This chapter examines the prominence of “queerness” in music-related images in devotional books of the period 1200–1500. Musical and sexualized images in the physical margins of medieval books blurred the divinely ordained categories of society, reveling in the queering of traditional hierarchies by music and the sounding sexual body. The chapter first considers notions of queerness in music in the Middle Ages, particularly as it pertains to music’s conception, representation, and performance. It then explores the concept of queerness and sexuality before 1500 by referencing Christian legal texts and musical behaviors and practices that might have been construed as acts of transgression, and the distinct overlap of discourses relating to musical and erotic pleasures. It concludes with a discussion of clerics’ sexual identity, showing that the increased focus on celibacy threatened the distinction between men and women, and sparking a crisis in clerical identity in which masculinity figured significantly.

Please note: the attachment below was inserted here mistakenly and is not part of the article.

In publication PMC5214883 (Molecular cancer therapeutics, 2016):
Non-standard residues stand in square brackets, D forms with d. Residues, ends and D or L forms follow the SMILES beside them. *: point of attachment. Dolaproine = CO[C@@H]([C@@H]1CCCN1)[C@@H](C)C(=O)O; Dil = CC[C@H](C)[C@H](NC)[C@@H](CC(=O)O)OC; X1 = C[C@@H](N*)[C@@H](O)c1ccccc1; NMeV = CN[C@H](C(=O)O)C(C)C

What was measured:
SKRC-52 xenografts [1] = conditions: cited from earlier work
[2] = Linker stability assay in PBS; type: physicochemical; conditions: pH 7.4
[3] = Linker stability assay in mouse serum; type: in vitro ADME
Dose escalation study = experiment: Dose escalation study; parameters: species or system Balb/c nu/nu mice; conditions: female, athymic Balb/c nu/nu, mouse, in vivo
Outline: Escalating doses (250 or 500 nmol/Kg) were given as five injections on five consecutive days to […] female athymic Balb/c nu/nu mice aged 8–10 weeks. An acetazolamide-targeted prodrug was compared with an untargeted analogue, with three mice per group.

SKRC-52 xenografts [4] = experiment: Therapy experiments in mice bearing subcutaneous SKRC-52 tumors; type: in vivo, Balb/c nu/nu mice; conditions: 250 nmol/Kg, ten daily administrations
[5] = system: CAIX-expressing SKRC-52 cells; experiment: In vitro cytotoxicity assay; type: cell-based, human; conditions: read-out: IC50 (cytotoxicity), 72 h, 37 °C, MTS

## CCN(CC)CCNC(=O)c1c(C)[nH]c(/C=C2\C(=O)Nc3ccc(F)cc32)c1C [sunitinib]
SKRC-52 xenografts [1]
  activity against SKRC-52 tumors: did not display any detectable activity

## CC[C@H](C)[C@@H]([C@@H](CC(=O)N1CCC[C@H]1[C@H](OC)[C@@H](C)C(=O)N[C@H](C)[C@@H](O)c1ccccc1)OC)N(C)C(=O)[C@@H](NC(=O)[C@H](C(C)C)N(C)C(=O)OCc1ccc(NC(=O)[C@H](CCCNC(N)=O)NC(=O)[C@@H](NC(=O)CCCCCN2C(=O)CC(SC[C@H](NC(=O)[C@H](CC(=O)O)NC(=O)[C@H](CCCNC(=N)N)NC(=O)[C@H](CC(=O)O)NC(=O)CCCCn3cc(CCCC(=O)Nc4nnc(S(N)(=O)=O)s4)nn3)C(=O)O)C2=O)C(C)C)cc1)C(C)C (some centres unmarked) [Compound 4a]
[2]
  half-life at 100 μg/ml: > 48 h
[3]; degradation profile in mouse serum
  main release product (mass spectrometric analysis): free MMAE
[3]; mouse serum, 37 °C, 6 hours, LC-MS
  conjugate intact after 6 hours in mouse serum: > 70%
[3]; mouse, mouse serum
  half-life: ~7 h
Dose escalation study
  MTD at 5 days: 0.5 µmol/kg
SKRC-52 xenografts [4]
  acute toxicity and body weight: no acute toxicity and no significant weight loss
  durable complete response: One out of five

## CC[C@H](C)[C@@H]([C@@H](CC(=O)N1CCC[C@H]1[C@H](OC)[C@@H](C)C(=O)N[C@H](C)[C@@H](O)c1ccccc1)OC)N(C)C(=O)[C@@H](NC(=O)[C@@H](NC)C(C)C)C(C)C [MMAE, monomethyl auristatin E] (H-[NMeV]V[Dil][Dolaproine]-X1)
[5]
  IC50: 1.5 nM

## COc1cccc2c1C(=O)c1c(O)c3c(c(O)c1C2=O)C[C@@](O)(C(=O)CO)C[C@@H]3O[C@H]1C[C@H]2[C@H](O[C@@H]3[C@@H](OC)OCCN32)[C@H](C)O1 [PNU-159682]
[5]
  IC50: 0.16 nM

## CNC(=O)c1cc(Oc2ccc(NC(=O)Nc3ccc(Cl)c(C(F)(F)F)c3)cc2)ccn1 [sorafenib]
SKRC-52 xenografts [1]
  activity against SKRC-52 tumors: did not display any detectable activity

|Title of host publication||The Oxford Handbook of Music and Queerness|
|Editors||Fred Everett Maus, Sheila Whiteley|
|Place of Publication||Oxford|
|Publisher||Oxford University Press|
|Publication status||E-pub ahead of print - 1 Mar 2019|
Colton, L. (2019). Music in the Margins: Queerness in the Clerical Imagination, 1200–1500. In F. Everett Maus, & S. Whiteley (Eds.), The Oxford Handbook of Music and Queerness Oxford: Oxford University Press. https://doi.org/10.1093/oxfordhb/9780199793525.013.3